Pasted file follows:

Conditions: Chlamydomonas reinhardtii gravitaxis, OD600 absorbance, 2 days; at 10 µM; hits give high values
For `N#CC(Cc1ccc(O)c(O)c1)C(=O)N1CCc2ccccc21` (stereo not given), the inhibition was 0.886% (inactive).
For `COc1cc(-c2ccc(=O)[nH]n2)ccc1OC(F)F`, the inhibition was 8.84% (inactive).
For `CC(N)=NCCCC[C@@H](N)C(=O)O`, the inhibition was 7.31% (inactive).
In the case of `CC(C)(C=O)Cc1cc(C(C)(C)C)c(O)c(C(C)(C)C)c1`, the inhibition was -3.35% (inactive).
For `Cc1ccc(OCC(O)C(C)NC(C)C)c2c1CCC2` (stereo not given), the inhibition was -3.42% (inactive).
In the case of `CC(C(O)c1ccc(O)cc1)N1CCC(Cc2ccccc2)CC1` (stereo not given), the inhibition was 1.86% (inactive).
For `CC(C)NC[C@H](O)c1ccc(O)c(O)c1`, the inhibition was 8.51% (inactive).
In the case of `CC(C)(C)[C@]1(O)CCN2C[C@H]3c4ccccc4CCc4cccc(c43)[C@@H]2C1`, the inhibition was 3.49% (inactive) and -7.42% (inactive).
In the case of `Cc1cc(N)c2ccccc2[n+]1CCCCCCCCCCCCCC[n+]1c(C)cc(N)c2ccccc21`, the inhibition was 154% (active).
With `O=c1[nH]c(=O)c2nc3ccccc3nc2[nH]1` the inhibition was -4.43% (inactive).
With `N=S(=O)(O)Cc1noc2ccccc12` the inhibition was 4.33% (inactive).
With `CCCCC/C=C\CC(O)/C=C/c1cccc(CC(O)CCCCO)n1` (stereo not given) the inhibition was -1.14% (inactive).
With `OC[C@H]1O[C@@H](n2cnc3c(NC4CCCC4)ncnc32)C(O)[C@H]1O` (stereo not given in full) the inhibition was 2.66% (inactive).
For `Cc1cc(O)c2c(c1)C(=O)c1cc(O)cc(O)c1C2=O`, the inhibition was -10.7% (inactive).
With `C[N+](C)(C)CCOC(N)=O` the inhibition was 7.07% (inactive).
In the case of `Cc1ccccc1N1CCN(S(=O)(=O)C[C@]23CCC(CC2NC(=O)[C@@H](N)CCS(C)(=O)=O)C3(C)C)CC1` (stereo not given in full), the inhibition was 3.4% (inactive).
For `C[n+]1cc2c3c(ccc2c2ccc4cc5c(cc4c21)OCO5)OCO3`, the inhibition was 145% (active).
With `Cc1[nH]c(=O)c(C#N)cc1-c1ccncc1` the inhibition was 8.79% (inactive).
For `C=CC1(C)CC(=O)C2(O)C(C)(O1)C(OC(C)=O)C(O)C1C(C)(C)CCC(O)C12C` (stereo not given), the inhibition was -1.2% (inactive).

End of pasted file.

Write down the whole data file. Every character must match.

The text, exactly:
Conditions: Chlamydomonas reinhardtii gravitaxis, OD600 absorbance, 2 days; at 10 µM; hits give high values
For `N#CC(Cc1ccc(O)c(O)c1)C(=O)N1CCc2ccccc21` (stereo not given), the inhibition was 0.886% (inactive).
For `COc1cc(-c2ccc(=O)[nH]n2)ccc1OC(F)F`, the inhibition was 8.84% (inactive).
For `CC(N)=NCCCC[C@@H](N)C(=O)O`, the inhibition was 7.31% (inactive).
In the case of `CC(C)(C=O)Cc1cc(C(C)(C)C)c(O)c(C(C)(C)C)c1`, the inhibition was -3.35% (inactive).
For `Cc1ccc(OCC(O)C(C)NC(C)C)c2c1CCC2` (stereo not given), the inhibition was -3.42% (inactive).
In the case of `CC(C(O)c1ccc(O)cc1)N1CCC(Cc2ccccc2)CC1` (stereo not given), the inhibition was 1.86% (inactive).
For `CC(C)NC[C@H](O)c1ccc(O)c(O)c1`, the inhibition was 8.51% (inactive).
In the case of `CC(C)(C)[C@]1(O)CCN2C[C@H]3c4ccccc4CCc4cccc(c43)[C@@H]2C1`, the inhibition was 3.49% (inactive) and -7.42% (inactive).
In the case of `Cc1cc(N)c2ccccc2[n+]1CCCCCCCCCCCCCC[n+]1c(C)cc(N)c2ccccc21`, the inhibition was 154% (active).
With `O=c1[nH]c(=O)c2nc3ccccc3nc2[nH]1` the inhibition was -4.43% (inactive).
With `N=S(=O)(O)Cc1noc2ccccc12` the inhibition was 4.33% (inactive).
With `CCCCC/C=C\CC(O)/C=C/c1cccc(CC(O)CCCCO)n1` (stereo not given) the inhibition was -1.14% (inactive).
With `OC[C@H]1O[C@@H](n2cnc3c(NC4CCCC4)ncnc32)C(O)[C@H]1O` (stereo not given in full) the inhibition was 2.66% (inactive).
For `Cc1cc(O)c2c(c1)C(=O)c1cc(O)cc(O)c1C2=O`, the inhibition was -10.7% (inactive).
With `C[N+](C)(C)CCOC(N)=O` the inhibition was 7.07% (inactive).
In the case of `Cc1ccccc1N1CCN(S(=O)(=O)C[C@]23CCC(CC2NC(=O)[C@@H](N)CCS(C)(=O)=O)C3(C)C)CC1` (stereo not given in full), the inhibition was 3.4% (inactive).
For `C[n+]1cc2c3c(ccc2c2ccc4cc5c(cc4c21)OCO5)OCO3`, the inhibition was 145% (active).
With `Cc1[nH]c(=O)c(C#N)cc1-c1ccncc1` the inhibition was 8.79% (inactive).
For `C=CC1(C)CC(=O)C2(O)C(C)(O1)C(OC(C)=O)C(O)C1C(C)(C)CCC(O)C12C` (stereo not given), the inhibition was -1.2% (inactive).